The conducted analysis of the applied translation procedures used to render English PR terminological units into the Russian language has yielded a vivid result indicating the prevalence of transliteration, barbarisms and calques (see fig.).

A chart pie reveals the percentage of different translation techniques. The overall study of lexical units amounted to 576 is quite convincing to speak about the validity of the results

PR terminology is determined by the specific profession which causes the semantic gap between the source and target languages and cultures. Translators do not always render the details of PR terminology due to the lack of common professional conceptual fields and differences in norms and conventions between the English and Russian languages. The results of the study testify to the fact that speakers of various languages and cultures start thinking alike, which is revealed in the sharing of identical English words borrowed, calqued or modified into different languages. PR terminology is the best pattern to illustrate all of the translation transformations and modifications which currently take place in the professionally oriented language.


In conclusion it should be said that a standardized terminology can facilitate professional communication within the domain of public relations. To standardize PR terminology, it is necessary to compile a reliable English-Russian PR dictionary with mostly used PR terms to expedite the process of PR texts translation.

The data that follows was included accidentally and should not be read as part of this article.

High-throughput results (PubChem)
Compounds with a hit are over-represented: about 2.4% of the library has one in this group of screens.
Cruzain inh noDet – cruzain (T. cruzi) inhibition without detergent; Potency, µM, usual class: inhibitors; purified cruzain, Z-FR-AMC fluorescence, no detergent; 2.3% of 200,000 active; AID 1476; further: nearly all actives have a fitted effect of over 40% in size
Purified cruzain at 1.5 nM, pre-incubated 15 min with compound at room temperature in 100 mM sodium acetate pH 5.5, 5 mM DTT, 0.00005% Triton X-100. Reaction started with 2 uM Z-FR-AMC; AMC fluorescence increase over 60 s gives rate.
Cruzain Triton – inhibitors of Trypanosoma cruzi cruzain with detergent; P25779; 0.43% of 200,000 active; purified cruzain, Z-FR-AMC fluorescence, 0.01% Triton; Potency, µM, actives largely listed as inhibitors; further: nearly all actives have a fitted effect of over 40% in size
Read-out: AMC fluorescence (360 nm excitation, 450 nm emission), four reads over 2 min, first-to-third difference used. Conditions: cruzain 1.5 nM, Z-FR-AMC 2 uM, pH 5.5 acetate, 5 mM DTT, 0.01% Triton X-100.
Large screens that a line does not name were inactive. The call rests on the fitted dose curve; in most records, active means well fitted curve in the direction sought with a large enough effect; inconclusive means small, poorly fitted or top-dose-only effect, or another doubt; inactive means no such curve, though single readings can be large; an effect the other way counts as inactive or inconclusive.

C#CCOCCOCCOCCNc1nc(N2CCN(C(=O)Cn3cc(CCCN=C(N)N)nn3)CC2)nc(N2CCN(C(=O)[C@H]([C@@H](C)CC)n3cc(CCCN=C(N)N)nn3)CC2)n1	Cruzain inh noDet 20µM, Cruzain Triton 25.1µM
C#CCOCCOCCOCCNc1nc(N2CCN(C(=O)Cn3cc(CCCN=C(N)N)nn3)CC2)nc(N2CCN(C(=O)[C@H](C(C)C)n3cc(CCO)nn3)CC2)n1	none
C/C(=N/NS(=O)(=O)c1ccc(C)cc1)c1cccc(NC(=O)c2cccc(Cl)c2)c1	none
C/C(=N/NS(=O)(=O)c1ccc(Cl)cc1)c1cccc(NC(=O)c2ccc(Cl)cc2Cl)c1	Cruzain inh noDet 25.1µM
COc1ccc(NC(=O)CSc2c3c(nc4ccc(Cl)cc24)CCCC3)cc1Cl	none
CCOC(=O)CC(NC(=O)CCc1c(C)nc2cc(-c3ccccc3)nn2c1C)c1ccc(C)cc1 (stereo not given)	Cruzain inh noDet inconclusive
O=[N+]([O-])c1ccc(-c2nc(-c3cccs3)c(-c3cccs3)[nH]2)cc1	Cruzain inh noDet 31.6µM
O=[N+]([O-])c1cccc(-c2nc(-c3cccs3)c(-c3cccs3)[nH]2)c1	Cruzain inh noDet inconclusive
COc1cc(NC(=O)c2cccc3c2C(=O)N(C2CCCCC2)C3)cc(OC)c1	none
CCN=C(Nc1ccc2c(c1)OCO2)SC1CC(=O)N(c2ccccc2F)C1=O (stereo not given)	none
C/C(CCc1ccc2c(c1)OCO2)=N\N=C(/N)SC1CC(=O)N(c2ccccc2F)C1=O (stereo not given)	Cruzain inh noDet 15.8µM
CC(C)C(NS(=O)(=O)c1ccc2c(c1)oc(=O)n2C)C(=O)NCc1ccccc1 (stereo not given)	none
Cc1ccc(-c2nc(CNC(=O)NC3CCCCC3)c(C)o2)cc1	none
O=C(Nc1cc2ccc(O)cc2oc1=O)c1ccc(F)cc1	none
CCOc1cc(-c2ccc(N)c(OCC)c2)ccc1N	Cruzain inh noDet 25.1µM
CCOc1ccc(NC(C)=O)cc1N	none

Globalization renders all culture differences redundant making way for a unified and standardized global thinking, which cannot but be revealed in language.

The local background knowledge of different language speakers becomes less important, as the reality of global-specific elements of the modern development gains prominence. The new concepts are generally rendered through borrowings (transliteration or barbarisms), calque and modulation, which contributes to the shared mental space, verbalized identity in different languages. In these circumstances, it should be underlined that public relations play a leading role in promoting certain vision, ideas and values. By creating a positive image of a company PR experts appeal to the most urgent issues, relevant for the time-being and for all the people.

In rendering PR terminology professional translators are indispensable for constructing intercultural communication in the globalizing world. Shared professional terminology used by specialists of various fields of different countries contributes to the formation of the common mental space for international terminology which is a key to the universal language of the planet.


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About the authors

Alla P. Minyar-Beloroucheva

Lomonosov Moscow State University

Author for correspondence.
ORCID iD: 0000-0002-9760-3857

D.Sc. (Philology), Professor, Professor of the Department of Foreign Languages of the History Faculty

Leninskie Gory, Moscow, Russian Federation, 119991

Polina I. Sergienko

Lomonosov Moscow State University

ORCID iD: 0000-0002-8443-1654

Ph.D. in Philology, Lecturer of the Department of English for the Humanities Faculties of the Faculty of Foreign Languages and Area Studies

Leninskie Gory, Moscow, Russian Federation, 119991


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Supplementary files

Supplementary Files
1. A chart pie reveals the percentage of different translation techniques